Abstract: A variety of methods are available for estimating genetic admixture proportions in populations; however, few investigators have conducted detailed comparisons using empirical data. The authors characterized admixture proportions among self-identified African Americans (n = 535) and Latinos (n = 412) living in the San Francisco Bay Area who participated in a lung cancer case-control study (1998-2003). Individual estimates of genetic ancestry based on 184 informative markers were obtained from a Bayesian approach and 2 maximum likelihood approaches and were compared using descriptive statistics, Pearson correlation coefficients, and Bland-Altman plots. Case-control differences in individual admixture proportions were assessed using 2-sample t tests and logistic regression analysis. Results indicated that Bayesian and frequentist approaches to estimating admixture provide similar estimates and inferences. No difference was observed in admixture proportions between African-American cases and controls, but Latino cases and controls significantly differed according to Amerindian and European genetic ancestry. Differences in admixture proportions between Latino cases and controls were not unexpected, since cases were more likely to have been born in the United States. Genetic admixture proportions provide a quantitative measure of ancestry differences among Latinos that can be used in analyses of genetic risk factors.

Monday, September 15, 2008

Admixed EUR-EAS population

Apparently, an admixed population where the admixture event happened 120 generations ago can be useful for admixture mapping, and for studying diseases that differ in prevalence between Europeans and East Asians. For some reason, my university is not giving me full text access which is frustrating.

A Genome-wide Analysis of Admixture in Uyghurs and a High-Density Admixture Map for Disease-Gene Discovery.
Am J Hum Genet. 2008 Aug 27. [Epub ahead of print]
Xu S, Jin L.
Abstract: Following up on our previous study, we conducted a genome-wide analysis of admixture for two Uyghur population samples (HGDP-UG and PanAsia-UG), collected from the northern and southern regions of Xinjiang in China, respectively. Both HGDP-UG and PanAsia-UG showed a substantial admixture of East-Asian (EAS) and European (EUR) ancestries, with an empirical estimation of ancestry contribution of 53:47 (EAS:EUR) and 48:52 for HGDP-UG and PanAsia-UG, respectively. The effective admixture time under a model with a single pulse of admixture was estimated as 110 generations and 129 generations, or admixture events occurred about 2200 and 2580 years ago for HGDP-UG and PanAsia-UG, respectively, assuming an average of 20 yr per generation. Despite Uyghurs' earlier history compared to other admixture populations, admixture mapping, holds promise for this population, because of its large size and its mixture of ancestry from different continents. We screened multiple databases and identified a genome-wide single-nucleotide polymorphism panel that can distinguish EAS and EUR ancestry of chromosomal segments in Uyghurs. The panel contains 8150 ancestry-informative markers (AIMs) showing large frequency differences between EAS and EUR populations (F(ST) greater than 0.25, mean F(ST) = 0.43) but small frequency differences (7999 AIMs validated) within both populations (F(ST) less than 0.05, mean F(ST) less than 0.01). We evaluated the effectiveness of this admixture map for localizing disease genes in two Uyghur populations. To our knowledge, our map constitutes the first practical resource for admixture mapping in Uyghurs, and it will enable studies of diseases showing differences in genetic risk between EUR and EAS populations.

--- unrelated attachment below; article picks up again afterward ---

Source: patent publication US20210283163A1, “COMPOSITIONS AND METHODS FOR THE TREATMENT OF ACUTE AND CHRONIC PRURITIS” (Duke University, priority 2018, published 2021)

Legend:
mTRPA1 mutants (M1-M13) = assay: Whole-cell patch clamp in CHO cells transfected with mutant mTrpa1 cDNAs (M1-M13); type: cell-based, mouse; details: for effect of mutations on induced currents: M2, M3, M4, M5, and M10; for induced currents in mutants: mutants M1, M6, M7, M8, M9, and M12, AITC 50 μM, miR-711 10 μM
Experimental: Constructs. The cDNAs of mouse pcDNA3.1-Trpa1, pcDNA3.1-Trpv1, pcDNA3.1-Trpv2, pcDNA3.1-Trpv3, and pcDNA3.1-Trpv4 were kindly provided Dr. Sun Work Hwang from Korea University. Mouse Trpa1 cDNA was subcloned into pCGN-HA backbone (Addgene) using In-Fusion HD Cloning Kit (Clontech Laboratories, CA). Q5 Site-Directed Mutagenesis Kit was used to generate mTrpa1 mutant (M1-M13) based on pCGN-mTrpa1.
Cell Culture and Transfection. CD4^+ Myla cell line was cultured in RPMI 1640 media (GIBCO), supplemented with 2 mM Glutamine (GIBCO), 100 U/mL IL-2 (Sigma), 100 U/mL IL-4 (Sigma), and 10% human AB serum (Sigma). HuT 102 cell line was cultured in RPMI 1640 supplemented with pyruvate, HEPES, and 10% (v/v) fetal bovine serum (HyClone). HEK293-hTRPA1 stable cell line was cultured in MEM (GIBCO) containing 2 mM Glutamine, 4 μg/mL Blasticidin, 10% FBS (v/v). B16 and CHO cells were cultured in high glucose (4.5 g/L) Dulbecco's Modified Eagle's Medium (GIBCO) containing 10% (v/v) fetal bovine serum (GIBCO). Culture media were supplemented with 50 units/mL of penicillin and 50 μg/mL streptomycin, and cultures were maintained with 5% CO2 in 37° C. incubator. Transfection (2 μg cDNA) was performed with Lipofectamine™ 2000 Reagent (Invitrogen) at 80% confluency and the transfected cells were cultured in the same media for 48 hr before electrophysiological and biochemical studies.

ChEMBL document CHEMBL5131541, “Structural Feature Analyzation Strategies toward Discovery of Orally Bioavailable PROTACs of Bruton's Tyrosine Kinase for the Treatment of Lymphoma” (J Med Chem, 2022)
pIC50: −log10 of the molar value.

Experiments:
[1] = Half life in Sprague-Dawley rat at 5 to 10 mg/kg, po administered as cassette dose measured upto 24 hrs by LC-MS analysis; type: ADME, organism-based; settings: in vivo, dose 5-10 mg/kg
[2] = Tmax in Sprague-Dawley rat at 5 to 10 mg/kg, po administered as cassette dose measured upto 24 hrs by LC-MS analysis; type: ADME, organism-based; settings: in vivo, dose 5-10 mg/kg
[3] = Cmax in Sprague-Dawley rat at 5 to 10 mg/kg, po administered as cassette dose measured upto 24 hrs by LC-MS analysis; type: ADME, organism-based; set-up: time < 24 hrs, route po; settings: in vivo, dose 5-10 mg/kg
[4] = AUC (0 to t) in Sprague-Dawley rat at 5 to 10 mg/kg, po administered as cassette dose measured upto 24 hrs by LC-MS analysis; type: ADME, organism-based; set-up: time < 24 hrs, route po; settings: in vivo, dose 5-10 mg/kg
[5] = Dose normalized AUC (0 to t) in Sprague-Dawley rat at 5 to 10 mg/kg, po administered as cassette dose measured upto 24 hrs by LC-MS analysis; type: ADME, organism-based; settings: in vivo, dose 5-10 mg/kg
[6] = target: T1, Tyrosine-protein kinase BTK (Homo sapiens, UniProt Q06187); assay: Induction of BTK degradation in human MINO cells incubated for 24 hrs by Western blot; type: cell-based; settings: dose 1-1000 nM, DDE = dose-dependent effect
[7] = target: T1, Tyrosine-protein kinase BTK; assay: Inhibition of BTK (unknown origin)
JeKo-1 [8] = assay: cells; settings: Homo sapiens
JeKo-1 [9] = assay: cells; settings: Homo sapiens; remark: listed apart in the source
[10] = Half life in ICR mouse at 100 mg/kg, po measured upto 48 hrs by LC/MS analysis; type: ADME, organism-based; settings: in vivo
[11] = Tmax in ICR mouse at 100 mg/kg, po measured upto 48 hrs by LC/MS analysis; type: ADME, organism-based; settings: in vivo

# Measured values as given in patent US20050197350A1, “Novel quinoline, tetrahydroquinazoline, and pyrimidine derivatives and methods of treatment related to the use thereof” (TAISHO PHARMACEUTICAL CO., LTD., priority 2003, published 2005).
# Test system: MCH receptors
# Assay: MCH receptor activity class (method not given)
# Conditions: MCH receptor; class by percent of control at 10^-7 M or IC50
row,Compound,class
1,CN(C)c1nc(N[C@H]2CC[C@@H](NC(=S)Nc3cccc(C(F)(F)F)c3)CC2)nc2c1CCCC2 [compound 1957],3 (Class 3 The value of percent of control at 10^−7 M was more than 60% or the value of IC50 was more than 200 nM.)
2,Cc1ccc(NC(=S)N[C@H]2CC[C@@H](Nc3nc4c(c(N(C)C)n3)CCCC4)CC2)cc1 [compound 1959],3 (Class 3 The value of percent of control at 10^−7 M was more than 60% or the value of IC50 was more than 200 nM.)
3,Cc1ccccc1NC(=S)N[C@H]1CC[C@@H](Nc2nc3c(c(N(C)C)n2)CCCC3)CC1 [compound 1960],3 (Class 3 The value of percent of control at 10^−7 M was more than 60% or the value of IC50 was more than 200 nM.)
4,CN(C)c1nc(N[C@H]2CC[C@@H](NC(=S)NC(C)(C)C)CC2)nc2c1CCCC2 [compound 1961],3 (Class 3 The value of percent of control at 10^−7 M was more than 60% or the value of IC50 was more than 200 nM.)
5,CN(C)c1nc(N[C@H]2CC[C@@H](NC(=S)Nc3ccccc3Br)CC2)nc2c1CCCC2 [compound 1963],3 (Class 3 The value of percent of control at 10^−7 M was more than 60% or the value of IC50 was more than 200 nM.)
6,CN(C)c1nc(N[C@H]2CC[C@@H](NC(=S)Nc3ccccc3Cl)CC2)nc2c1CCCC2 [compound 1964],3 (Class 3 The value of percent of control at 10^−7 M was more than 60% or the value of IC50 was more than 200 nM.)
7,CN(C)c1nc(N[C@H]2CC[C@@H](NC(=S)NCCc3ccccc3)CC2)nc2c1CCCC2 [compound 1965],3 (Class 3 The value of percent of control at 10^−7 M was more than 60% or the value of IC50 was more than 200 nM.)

Wednesday, September 10, 2008

New issue of Annual Review of Genomics and Human Genetics

There's several interesting review papers in this new issue:

Genetic Predisposition to Breast Cancer: Past, Present, and Future
Clare Turnbull and ­Nazneen Rahman­
In recent years, our understanding of genetic predisposition to breast cancer has advanced significantly. Three classes of predisposition factors, categorized by their associated risks of breast cancer, are currently known. BRCA1 and BRCA2 are high-penetrance breast cancer predisposition genes identified by genome-wide linkage analysis and positional cloning. Mutational screening of genes functionally related to BRCA1 and/or BRCA2 has revealed four genes, CHEK2, ATM, BRIP1, and PALB2; mutations in these genes are rare and confer an intermediate risk of breast cancer. Association studies have further identified eight common variants associated with low-penetrance breast cancer predisposition. Despite these discoveries, most of the familial risk of breast cancer remains unexplained. In this review, we describe the known genetic predisposition factors, expound on the methods by which they were identified, and consider how further technological and intellectual advances may assist in identifying the remaining genetic factors underlying breast cancer susceptibility.